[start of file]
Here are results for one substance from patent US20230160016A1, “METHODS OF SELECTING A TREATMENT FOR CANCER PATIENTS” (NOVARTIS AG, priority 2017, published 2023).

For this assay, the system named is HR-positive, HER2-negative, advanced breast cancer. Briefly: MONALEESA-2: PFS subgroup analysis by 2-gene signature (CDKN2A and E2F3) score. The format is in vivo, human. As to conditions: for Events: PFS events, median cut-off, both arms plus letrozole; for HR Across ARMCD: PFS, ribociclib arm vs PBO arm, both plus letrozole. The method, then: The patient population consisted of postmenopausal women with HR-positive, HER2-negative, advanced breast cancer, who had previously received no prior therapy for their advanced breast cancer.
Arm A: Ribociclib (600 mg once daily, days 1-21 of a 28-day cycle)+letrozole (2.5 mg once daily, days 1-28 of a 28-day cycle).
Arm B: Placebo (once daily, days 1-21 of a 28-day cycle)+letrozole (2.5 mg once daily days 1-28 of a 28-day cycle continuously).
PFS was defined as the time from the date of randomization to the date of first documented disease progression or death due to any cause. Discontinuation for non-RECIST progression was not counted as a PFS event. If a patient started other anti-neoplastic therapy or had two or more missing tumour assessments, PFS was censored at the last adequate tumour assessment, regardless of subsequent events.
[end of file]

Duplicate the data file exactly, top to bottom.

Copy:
Here are results for one substance from patent US20230160016A1, “METHODS OF SELECTING A TREATMENT FOR CANCER PATIENTS” (NOVARTIS AG, priority 2017, published 2023).

For this assay, the system named is HR-positive, HER2-negative, advanced breast cancer. Briefly: MONALEESA-2: PFS subgroup analysis by 2-gene signature (CDKN2A and E2F3) score. The format is in vivo, human. As to conditions: for Events: PFS events, median cut-off, both arms plus letrozole; for HR Across ARMCD: PFS, ribociclib arm vs PBO arm, both plus letrozole. The method, then: The patient population consisted of postmenopausal women with HR-positive, HER2-negative, advanced breast cancer, who had previously received no prior therapy for their advanced breast cancer.
Arm A: Ribociclib (600 mg once daily, days 1-21 of a 28-day cycle)+letrozole (2.5 mg once daily, days 1-28 of a 28-day cycle).
Arm B: Placebo (once daily, days 1-21 of a 28-day cycle)+letrozole (2.5 mg once daily days 1-28 of a 28-day cycle continuously).
PFS was defined as the time from the date of randomization to the date of first documented disease progression or death due to any cause. Discontinuation for non-RECIST progression was not counted as a PFS event. If a patient started other anti-neoplastic therapy or had two or more missing tumour assessments, PFS was censored at the last adequate tumour assessment, regardless of subsequent events.